Mini-Vows: Two Monthly Poetry Readings for an Audience of One

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Beth Jamie Feingold and Daisy Anna Freund were married July 7 at Churchtown Dairy, a biodynamic farm in Hudson, N.Y. Jill S. Schneiderman, a friend of the couple who became a Universal Life minister for the occasion, officiated in a ceremony with Jewish traditions.

Dr. Feingold (left), 38, is an assistant professor of environmental health sciences at the University at Albany, with research focusing on environmental health exposures. She graduated cum laude from Vassar, and received a Master of Environmental Science and a Master of Public Health from Yale, as well as a Ph.D. in public health from Johns Hopkins.

She is a daughter of Geraldine J. Feingold and Alan Feingold of the Villages, Fla.

Ms. Freund, 33, works in New York and Hudson, N.Y., as the director of farm animal welfare at the American Society for the Prevention of Cruelty to Animals in New York. She graduated cum laude from Dartmouth and received a master’s degree in food systems from the University of Gastronomic Sciences in Pollenzo, Italy.

She is the daughter of Lee R. Sable and Hugh J. Freund of New York.

After Ms. Freund sent Dr. Feingold an initial hello on the dating app Tinder in February 2015, they soon realized they were kindred spirits, at least when it came to advocacy for making a better food system.

“I noticed a screenshot of her on TV talking about chicken farming,’’ said Dr. Feingold, who responded by asking her about livestock farming.

Then Dr. Feingold’s name rang a bell to Ms. Freund, who recalled reading an article on her research on the spread of antibiotic resistance from hog farming, and even citing her research in a paper she wrote for the A.S.P.C.A. linking antibiotic use and farm animal welfare.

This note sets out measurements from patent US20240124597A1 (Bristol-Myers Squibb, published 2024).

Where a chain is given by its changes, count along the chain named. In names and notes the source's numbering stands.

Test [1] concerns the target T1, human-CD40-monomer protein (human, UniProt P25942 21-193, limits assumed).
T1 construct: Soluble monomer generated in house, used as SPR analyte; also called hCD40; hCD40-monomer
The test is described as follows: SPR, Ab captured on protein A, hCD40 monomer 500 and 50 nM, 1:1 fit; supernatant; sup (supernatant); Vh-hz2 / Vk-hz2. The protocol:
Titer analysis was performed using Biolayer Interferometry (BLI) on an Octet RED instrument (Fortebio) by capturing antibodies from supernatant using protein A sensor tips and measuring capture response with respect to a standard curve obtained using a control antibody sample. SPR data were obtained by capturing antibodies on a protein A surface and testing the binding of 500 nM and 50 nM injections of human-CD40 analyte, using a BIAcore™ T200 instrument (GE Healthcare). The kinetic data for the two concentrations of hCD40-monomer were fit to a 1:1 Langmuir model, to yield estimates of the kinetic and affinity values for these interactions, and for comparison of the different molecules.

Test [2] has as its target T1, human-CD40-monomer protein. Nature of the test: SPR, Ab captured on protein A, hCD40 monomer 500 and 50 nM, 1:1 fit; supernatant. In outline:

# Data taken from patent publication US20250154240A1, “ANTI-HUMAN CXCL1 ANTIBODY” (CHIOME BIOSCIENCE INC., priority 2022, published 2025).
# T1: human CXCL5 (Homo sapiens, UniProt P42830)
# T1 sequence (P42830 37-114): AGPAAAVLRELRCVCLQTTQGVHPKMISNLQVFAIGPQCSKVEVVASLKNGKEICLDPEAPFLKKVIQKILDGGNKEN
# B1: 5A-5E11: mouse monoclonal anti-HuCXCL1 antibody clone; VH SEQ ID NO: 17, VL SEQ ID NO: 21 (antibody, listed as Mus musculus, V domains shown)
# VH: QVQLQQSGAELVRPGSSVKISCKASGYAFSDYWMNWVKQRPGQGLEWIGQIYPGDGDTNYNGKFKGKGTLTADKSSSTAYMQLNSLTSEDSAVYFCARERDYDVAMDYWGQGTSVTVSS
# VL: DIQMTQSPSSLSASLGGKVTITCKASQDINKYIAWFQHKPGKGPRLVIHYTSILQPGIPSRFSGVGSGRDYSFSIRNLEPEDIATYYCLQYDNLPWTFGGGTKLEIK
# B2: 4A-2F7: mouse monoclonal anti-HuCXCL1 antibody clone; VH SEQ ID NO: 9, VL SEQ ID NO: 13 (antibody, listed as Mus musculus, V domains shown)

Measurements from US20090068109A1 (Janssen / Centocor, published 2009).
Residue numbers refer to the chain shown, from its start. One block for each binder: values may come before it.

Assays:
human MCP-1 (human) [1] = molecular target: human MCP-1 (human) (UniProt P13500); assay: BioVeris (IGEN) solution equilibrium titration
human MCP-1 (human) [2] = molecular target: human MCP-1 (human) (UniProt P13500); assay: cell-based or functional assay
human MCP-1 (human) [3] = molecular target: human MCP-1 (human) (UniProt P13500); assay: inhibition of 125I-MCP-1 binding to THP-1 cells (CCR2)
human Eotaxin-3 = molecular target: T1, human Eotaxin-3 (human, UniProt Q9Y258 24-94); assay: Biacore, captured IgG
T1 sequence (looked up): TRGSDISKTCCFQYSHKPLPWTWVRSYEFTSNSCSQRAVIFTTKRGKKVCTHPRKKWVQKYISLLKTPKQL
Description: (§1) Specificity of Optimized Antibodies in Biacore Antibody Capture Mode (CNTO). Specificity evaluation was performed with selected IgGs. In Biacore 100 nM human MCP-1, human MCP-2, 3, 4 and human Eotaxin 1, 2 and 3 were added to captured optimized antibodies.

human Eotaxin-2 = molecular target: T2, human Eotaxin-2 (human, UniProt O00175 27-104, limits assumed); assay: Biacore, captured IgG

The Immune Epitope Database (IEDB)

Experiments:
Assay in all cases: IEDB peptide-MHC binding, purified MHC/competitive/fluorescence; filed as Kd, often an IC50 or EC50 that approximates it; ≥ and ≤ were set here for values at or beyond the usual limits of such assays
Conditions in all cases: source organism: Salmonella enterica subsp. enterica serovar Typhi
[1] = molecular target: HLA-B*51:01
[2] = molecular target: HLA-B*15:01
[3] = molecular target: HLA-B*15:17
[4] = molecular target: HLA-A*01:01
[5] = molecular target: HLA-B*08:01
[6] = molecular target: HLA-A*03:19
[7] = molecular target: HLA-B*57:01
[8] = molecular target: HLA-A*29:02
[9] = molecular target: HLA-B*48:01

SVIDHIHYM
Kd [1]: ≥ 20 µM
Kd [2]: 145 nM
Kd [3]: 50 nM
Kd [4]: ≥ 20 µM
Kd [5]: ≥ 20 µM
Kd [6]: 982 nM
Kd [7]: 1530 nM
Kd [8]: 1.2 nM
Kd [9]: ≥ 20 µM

“It’s rare to meet someone online who works in reforming industrial agriculture,” said Ms. Freund, whose expectations plummeted once she learned Dr. Feingold lived in Albany, and she was not keen on Dr. Feingold suggesting they meet at sports bar in the East Village to watch a basketball game the next week, when she planned to be back in town.

Ms. Freund, hardly a sports fan, warily agreed figuring there would at least be a professional connection. “We didn’t even watch the game we were talking too much,” Ms. Freund said. Three weeks later they had a second date at a farm in Cold Spring, N.Y., where Ms. Freund once worked as a livestock apprentice.

They soon began seeing each other regularly, and on June 7, 2015, exactly three months after they met, Ms. Freund sent Dr. Feingold a voice memo of a poem by Lee Robinson, to which Dr. Feingold responded with a voice memo with one by Adrienne Rich.

“The tradition started,” said Dr. Feingold, and they began exchanging poems on the seventh of every month.

Dr. Feingold introduced Ms. Freund to another tradition — camping — and soon they set a goal of hiking the entire Appalachian Trail together over the course of their lives.

On July 7, 2017, while camping in a section of the Appalachian Trail at Race Mountain in the Berkshires, unknowingly, each planned to propose.

“Well it’s the seventh, so we should read our poems,’’ said Ms. Freund, who pretended she forgot to bring hers, and said she came up with a haiku, and asked Dr. Feingold to help count its syllables on her fingers. “I want you by me,’’ Ms. Freund said, “wherever the trail may lead. Will you marry me?” and placed a ring on Dr. Feingold’s finger.

After a quick yes, that stunned Ms. Freund, Dr. Feingold bolted to the tent to retrieve her poem by Kay Ryan, “Tree Heart/True Heart,’’ and then she too produced a ring over their laughter.

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